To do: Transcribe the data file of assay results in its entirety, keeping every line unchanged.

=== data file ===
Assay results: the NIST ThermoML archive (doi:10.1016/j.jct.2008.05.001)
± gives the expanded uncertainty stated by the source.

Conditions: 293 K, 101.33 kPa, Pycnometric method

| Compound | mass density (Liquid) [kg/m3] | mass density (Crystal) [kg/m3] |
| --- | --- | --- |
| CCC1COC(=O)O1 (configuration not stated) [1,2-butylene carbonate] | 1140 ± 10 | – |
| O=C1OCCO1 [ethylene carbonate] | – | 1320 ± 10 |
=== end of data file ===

Assay results: the NIST ThermoML archive (doi:10.1016/j.jct.2008.05.001)
± gives the expanded uncertainty stated by the source.

Conditions: 293 K, 101.33 kPa, Pycnometric method

| Compound | mass density (Liquid) [kg/m3] | mass density (Crystal) [kg/m3] |
| --- | --- | --- |
| CCC1COC(=O)O1 (configuration not stated) [1,2-butylene carbonate] | 1140 ± 10 | – |
| O=C1OCCO1 [ethylene carbonate] | – | 1320 ± 10 |